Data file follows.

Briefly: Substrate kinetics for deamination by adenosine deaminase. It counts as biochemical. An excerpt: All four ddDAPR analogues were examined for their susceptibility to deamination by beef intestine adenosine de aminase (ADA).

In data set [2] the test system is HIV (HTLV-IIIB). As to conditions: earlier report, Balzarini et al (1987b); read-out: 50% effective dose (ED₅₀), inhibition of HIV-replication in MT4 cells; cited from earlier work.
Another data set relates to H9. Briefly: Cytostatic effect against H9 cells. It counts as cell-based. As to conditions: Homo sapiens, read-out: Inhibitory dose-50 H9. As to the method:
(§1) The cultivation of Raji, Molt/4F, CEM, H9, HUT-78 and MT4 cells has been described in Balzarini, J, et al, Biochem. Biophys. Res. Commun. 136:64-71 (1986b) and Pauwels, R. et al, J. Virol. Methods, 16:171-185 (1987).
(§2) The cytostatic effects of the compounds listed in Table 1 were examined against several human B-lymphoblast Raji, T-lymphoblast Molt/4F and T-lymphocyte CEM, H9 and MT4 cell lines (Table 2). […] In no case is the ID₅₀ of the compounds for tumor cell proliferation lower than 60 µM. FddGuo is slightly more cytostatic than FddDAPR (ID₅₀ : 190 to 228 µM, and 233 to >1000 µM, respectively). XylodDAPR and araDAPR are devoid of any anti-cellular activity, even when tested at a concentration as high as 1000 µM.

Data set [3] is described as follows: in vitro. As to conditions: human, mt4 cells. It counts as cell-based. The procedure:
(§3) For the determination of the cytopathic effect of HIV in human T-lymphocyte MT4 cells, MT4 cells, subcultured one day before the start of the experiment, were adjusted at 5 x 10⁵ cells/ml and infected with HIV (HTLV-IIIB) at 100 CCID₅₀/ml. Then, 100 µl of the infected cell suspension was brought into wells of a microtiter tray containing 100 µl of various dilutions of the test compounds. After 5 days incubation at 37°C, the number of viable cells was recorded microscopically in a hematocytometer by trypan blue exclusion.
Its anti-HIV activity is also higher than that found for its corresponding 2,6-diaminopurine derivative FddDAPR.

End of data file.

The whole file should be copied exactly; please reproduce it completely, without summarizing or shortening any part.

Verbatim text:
Briefly: Substrate kinetics for deamination by adenosine deaminase. It counts as biochemical. An excerpt: All four ddDAPR analogues were examined for their susceptibility to deamination by beef intestine adenosine de aminase (ADA).

In data set [2] the test system is HIV (HTLV-IIIB). As to conditions: earlier report, Balzarini et al (1987b); read-out: 50% effective dose (ED₅₀), inhibition of HIV-replication in MT4 cells; cited from earlier work.
Another data set relates to H9. Briefly: Cytostatic effect against H9 cells. It counts as cell-based. As to conditions: Homo sapiens, read-out: Inhibitory dose-50 H9. As to the method:
(§1) The cultivation of Raji, Molt/4F, CEM, H9, HUT-78 and MT4 cells has been described in Balzarini, J, et al, Biochem. Biophys. Res. Commun. 136:64-71 (1986b) and Pauwels, R. et al, J. Virol. Methods, 16:171-185 (1987).
(§2) The cytostatic effects of the compounds listed in Table 1 were examined against several human B-lymphoblast Raji, T-lymphoblast Molt/4F and T-lymphocyte CEM, H9 and MT4 cell lines (Table 2). […] In no case is the ID₅₀ of the compounds for tumor cell proliferation lower than 60 µM. FddGuo is slightly more cytostatic than FddDAPR (ID₅₀ : 190 to 228 µM, and 233 to >1000 µM, respectively). XylodDAPR and araDAPR are devoid of any anti-cellular activity, even when tested at a concentration as high as 1000 µM.

Data set [3] is described as follows: in vitro. As to conditions: human, mt4 cells. It counts as cell-based. The procedure:
(§3) For the determination of the cytopathic effect of HIV in human T-lymphocyte MT4 cells, MT4 cells, subcultured one day before the start of the experiment, were adjusted at 5 x 10⁵ cells/ml and infected with HIV (HTLV-IIIB) at 100 CCID₅₀/ml. Then, 100 µl of the infected cell suspension was brought into wells of a microtiter tray containing 100 µl of various dilutions of the test compounds. After 5 days incubation at 37°C, the number of viable cells was recorded microscopically in a hematocytometer by trypan blue exclusion.
Its anti-HIV activity is also higher than that found for its corresponding 2,6-diaminopurine derivative FddDAPR.